Big Ten

Will Penn State have enough offense to keep up with Hoosiers?


Will Penn State have enough offense to keep up with Hoosiers?

After stumbling upon an offensive spark plug in true freshman running back Saquon Barkley, an injury to the exciting young ball-carrier sent the Penn State offense crashing back down to Earth.

It's possible Barkley — along with veteran running back Akeel Lynch — could miss a second straight game when Penn State hosts Indiana on Saturday. Barkley and Lynch, who both sat out of last weekend’s win over Army, were left off the Nittany Lions’ depth chart when it was released Tuesday.

Barkley had two big performances in wins over Buffalo and Rutgers. Against Buffalo, he carried the ball 12 times for 115 yards and a touchdown. Against Rutgers, he had 21 carries for 195 yards and two touchdowns. Even before leaving Penn State’s win over San Diego State with an injury, Barkley rushed eight times for 62 yards and had a 22-yard receiving touchdown.

And Lynch has fared well, at times, too. He ran for 120 yards and a touchdown against Rutgers and had at least 10 carries in each of the team’s first four games.

Without Barkley and Lynch against Army, though, Penn State mustered just 20 points (this after averaging more than 30 in the three previous games) and 264 total yards, just 108 of which came on the ground. It meant a narrow 20-14 win over the Black Knights.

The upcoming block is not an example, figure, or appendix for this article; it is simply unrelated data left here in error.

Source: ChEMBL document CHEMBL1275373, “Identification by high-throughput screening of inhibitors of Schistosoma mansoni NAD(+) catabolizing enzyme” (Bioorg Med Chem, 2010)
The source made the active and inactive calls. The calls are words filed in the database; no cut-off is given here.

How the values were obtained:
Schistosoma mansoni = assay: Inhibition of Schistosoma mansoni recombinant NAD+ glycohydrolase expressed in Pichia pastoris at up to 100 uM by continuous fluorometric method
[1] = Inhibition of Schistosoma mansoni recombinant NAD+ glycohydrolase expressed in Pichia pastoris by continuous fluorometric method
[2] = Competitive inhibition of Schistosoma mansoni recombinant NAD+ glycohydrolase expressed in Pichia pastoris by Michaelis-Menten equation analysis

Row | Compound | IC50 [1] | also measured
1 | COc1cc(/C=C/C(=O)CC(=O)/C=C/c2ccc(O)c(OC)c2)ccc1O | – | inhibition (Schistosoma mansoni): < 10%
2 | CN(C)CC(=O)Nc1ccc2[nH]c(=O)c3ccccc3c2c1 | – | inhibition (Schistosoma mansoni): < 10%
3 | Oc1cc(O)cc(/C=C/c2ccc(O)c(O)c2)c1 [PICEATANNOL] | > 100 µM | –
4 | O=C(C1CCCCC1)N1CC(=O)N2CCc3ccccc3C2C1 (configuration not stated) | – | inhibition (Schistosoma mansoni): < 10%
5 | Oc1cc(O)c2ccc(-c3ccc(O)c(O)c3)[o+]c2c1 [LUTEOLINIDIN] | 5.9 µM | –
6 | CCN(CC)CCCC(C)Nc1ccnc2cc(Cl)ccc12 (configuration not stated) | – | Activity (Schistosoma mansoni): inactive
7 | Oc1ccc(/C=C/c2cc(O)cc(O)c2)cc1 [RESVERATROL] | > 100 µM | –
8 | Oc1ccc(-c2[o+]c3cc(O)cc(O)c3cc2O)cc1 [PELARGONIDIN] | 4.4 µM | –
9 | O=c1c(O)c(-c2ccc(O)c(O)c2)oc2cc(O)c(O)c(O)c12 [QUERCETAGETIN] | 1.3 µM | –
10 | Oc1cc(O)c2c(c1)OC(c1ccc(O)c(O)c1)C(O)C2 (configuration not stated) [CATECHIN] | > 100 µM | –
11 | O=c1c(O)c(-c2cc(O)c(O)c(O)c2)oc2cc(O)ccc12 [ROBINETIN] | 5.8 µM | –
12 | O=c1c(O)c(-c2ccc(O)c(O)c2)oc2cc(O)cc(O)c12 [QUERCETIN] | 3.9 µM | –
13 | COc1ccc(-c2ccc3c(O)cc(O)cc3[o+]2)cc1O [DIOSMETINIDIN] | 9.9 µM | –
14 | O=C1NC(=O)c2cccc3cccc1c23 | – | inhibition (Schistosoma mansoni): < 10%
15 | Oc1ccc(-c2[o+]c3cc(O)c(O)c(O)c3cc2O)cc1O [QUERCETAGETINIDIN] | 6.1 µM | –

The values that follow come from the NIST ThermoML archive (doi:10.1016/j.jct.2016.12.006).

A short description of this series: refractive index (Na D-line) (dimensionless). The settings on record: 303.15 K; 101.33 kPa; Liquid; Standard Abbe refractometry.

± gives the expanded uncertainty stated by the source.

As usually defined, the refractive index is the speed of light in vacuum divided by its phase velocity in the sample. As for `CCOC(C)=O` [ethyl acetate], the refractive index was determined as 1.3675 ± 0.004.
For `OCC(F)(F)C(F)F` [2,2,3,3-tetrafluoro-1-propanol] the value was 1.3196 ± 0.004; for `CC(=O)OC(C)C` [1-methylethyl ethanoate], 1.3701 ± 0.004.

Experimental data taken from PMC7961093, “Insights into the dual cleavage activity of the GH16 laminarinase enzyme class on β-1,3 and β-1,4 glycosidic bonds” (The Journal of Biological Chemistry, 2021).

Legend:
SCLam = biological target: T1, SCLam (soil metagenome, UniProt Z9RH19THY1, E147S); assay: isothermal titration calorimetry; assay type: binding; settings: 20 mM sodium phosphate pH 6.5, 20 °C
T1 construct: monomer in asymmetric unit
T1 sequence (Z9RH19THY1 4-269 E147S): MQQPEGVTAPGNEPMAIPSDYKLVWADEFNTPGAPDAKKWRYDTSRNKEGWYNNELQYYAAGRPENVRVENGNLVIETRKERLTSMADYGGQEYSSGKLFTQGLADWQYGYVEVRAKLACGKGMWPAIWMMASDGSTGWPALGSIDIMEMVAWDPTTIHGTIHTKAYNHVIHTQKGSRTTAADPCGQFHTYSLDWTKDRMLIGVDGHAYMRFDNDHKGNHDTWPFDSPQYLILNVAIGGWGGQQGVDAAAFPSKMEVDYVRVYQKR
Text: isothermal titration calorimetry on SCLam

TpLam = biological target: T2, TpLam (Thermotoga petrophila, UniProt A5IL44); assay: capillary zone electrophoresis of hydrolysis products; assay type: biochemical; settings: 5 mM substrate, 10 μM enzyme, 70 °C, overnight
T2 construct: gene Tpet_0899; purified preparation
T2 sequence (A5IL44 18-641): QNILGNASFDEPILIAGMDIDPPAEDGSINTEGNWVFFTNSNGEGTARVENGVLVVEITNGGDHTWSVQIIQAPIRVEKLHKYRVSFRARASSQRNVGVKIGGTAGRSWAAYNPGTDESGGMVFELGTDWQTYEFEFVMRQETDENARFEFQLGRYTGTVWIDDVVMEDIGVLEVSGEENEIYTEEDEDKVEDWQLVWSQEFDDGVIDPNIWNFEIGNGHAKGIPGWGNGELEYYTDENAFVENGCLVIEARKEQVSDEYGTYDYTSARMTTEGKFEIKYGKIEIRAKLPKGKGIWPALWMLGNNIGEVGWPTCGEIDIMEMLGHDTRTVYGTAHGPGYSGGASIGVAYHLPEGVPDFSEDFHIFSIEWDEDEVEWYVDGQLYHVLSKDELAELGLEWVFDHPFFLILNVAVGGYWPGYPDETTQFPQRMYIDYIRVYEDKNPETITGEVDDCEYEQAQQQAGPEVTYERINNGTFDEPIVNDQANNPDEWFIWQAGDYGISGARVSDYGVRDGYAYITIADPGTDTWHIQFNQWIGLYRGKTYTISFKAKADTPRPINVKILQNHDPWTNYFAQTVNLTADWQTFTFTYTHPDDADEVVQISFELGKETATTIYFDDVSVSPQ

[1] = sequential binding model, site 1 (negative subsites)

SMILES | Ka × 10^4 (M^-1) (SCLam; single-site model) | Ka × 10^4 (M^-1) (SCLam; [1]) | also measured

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The fact that the absence of Barkley, a true freshman, can so dramatically change the fortunes of the offense is an illustration of a big problem for Penn State: Outside of this one player, the offense still is struggling to function. It was the case last season, and it’s the case again this season, with the Lions ranking 116th in the FBS in total offense (329.2 total yards per game). Only one other Power 5 conference team (Missouri) ranks lower.

That low number is fueled mostly by an ineffective passing offense, which is averaging just 171.2 yards per game. Now, that’s not even last or second to last in the Big Ten, with Maryland and Northwestern averaging fewer, but it’s hardly good. Christian Hackenberg, the junior quarterback who’s supposed to have the stuff that could make him a No. 1 pick in the NFL Draft, hasn’t performed up to expectations over the past two seasons.